There was an interesting post at Democracy Digest highlighting the waning power of Vladimir Putin.
Twenty years ago, Vladimir Putin appeared on the political Olympus in the guise of an effective bureaucrat with a security services background; a market-oriented statesman and pragmatist without ideological pretenses, notes analyst Kirill Rogov. Today, Putin is a powerful authoritarian leader of the “strongman” type, engaged in a political confrontation with the West and an ideological struggle with global liberalism, in the service of which he is decisively sacrificing any pragmatic goals for developing the country, he writes for The Moscow Times:
The total revisionism of the second Putin period is linked to this. The change gave absolute priority to the understanding of ”sovereignty;” searched for new ideological pillars in the form of “social ties” and “traditional values,” pushed aside the imperatives of modernization and formed “nationally oriented elites.” It also refused to recognize the borders that had resulted from the collapse of the U.S.S.R., leading to a decisive turn away from cooperation toward confrontation with the West.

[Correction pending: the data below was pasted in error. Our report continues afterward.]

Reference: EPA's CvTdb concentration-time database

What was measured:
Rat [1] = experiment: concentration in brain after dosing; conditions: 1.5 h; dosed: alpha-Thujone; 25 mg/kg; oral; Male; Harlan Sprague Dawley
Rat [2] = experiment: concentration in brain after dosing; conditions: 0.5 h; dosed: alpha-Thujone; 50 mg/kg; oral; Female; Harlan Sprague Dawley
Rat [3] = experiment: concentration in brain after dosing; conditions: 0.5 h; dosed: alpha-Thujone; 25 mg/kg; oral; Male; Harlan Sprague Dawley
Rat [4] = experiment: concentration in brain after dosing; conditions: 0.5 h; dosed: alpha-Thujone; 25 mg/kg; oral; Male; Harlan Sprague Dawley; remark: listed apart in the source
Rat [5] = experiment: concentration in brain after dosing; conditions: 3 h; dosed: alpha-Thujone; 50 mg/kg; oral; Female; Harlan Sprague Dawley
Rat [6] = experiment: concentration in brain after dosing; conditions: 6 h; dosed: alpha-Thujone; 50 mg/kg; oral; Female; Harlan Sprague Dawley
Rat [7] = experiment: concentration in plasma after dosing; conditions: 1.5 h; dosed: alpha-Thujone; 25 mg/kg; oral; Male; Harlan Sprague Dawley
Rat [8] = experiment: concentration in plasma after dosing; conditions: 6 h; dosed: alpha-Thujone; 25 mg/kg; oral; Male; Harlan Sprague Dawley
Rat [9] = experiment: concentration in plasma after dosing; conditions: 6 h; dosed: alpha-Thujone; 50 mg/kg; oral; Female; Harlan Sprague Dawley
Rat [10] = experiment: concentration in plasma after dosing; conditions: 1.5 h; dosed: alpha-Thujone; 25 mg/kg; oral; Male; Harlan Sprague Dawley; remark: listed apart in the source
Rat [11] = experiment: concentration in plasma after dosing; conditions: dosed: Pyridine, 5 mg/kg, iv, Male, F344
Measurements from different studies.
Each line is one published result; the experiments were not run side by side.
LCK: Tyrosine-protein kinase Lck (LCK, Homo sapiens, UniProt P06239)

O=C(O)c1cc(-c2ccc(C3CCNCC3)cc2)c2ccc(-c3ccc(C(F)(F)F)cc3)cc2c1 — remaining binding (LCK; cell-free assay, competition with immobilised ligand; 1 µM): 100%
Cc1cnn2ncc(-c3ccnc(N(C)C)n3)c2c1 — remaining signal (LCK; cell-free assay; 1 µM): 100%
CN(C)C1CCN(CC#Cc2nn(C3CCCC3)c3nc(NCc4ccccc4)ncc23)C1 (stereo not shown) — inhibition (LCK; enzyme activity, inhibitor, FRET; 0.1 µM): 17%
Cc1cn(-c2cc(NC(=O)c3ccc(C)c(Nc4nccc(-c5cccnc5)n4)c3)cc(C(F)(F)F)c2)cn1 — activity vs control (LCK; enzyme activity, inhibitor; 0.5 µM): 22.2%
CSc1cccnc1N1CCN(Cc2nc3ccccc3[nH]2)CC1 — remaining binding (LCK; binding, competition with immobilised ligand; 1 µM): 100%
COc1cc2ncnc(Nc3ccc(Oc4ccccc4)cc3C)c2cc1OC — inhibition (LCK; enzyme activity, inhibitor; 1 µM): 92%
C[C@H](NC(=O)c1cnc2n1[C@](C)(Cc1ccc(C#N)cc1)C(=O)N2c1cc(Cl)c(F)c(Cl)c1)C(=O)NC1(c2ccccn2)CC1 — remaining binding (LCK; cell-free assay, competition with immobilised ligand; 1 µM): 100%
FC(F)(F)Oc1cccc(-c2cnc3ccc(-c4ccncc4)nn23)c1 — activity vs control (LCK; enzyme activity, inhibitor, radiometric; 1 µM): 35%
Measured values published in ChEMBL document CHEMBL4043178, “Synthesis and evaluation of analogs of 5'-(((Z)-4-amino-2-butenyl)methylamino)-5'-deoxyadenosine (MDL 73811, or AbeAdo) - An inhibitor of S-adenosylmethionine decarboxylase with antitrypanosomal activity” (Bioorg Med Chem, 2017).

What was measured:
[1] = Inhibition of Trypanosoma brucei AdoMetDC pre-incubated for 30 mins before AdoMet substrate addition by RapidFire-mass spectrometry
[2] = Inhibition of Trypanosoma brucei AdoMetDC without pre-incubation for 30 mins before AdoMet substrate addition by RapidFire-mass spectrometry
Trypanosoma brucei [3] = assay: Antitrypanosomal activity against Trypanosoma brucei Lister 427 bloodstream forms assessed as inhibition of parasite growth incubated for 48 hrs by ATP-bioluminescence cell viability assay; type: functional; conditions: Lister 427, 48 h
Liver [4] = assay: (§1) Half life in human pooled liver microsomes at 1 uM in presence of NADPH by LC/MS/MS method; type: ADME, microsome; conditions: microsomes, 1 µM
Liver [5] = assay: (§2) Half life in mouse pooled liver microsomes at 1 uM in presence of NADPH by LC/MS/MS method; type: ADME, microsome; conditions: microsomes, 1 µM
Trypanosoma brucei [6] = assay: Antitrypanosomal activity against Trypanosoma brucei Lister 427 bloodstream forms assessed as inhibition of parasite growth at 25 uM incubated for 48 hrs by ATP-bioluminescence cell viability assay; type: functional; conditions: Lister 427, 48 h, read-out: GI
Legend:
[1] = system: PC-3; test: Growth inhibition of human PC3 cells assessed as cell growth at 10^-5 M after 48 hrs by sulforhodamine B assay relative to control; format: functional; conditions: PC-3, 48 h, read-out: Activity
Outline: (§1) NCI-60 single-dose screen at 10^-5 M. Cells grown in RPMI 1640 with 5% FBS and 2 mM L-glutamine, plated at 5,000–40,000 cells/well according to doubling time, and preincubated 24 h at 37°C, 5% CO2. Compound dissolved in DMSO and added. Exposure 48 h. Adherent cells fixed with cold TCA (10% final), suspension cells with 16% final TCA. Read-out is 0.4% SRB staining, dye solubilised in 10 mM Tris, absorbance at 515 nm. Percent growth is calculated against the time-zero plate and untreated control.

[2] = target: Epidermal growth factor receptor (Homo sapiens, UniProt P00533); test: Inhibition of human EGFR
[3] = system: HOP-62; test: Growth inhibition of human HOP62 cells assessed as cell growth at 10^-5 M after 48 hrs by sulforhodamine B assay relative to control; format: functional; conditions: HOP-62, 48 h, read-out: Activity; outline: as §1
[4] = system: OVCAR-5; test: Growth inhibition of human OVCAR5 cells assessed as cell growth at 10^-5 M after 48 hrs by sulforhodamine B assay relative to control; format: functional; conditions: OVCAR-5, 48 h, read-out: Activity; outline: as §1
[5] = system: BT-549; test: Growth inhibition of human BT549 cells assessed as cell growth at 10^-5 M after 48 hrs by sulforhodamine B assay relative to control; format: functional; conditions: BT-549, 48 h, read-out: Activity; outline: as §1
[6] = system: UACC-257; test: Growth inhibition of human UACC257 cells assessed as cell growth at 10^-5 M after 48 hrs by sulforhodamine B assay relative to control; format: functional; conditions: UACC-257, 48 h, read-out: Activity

The current Russian leadership might look strong. But it’s actually running scared, Democracy Post’s Christian Caryl adds. As the Carnegie Endowment’s Andrey Pertsev recently noted, “Russians, once cowed by the potential consequences of taking to the streets, are increasingly willing to protest over nonpolitical and local issues.”
See full story here.